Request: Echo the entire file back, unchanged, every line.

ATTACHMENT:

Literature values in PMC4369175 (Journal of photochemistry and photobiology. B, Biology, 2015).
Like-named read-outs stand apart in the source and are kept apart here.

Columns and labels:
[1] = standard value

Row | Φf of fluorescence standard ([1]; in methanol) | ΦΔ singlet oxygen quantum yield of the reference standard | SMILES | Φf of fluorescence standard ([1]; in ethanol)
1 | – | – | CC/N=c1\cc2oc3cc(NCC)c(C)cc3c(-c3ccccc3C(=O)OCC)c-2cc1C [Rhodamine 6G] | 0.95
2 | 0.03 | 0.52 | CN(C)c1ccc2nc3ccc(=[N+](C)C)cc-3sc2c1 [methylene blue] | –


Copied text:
Literature values in PMC4369175 (Journal of photochemistry and photobiology. B, Biology, 2015).
Like-named read-outs stand apart in the source and are kept apart here.

Columns and labels:
[1] = standard value

Row | Φf of fluorescence standard ([1]; in methanol) | ΦΔ singlet oxygen quantum yield of the reference standard | SMILES | Φf of fluorescence standard ([1]; in ethanol)
1 | – | – | CC/N=c1\cc2oc3cc(NCC)c(C)cc3c(-c3ccccc3C(=O)OCC)c-2cc1C [Rhodamine 6G] | 0.95
2 | 0.03 | 0.52 | CN(C)c1ccc2nc3ccc(=[N+](C)C)cc-3sc2c1 [methylene blue] | –